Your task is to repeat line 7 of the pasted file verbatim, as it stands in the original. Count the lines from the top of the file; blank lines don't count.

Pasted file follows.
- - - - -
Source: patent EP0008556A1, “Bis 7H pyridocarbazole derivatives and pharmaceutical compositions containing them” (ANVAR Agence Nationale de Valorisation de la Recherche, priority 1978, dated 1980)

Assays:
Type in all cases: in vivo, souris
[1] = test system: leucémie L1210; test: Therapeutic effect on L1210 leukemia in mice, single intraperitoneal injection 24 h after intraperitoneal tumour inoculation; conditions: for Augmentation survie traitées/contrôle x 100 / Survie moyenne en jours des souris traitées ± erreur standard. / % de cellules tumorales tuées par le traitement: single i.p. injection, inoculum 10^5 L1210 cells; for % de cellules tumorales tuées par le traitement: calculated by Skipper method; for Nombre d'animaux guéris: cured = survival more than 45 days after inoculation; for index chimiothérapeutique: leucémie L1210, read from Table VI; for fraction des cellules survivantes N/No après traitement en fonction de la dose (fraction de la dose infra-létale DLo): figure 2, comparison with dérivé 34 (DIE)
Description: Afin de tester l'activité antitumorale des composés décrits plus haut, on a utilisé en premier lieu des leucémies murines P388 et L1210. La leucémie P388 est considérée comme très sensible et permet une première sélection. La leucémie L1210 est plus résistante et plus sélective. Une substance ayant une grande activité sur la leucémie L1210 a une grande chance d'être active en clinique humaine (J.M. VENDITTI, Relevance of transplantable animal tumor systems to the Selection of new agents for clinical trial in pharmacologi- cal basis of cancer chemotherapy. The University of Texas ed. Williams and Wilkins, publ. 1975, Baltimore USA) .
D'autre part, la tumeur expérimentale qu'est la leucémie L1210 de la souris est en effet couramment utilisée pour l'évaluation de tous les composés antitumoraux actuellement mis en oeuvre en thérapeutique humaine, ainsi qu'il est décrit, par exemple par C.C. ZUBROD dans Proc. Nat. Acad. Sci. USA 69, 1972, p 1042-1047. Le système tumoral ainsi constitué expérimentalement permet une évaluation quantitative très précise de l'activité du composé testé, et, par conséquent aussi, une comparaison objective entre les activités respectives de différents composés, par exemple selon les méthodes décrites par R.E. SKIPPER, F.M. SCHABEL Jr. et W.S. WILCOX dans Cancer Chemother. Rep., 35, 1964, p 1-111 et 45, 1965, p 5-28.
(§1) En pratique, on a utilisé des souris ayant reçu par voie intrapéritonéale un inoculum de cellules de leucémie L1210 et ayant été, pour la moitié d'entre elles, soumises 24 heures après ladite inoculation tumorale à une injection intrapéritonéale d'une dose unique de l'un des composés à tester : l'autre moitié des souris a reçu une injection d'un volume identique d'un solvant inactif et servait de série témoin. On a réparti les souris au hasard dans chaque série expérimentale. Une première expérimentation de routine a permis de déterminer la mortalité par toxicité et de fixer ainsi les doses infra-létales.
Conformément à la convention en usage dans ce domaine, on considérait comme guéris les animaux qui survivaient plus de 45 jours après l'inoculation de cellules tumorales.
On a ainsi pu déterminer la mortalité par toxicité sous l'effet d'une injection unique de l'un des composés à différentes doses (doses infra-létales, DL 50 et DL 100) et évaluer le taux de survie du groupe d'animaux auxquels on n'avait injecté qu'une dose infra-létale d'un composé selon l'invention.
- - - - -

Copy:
(§1) En pratique, on a utilisé des souris ayant reçu par voie intrapéritonéale un inoculum de cellules de leucémie L1210 et ayant été, pour la moitié d'entre elles, soumises 24 heures après ladite inoculation tumorale à une injection intrapéritonéale d'une dose unique de l'un des composés à tester : l'autre moitié des souris a reçu une injection d'un volume identique d'un solvant inactif et servait de série témoin. On a réparti les souris au hasard dans chaque série expérimentale. Une première expérimentation de routine a permis de déterminer la mortalité par toxicité et de fixer ainsi les doses infra-létales.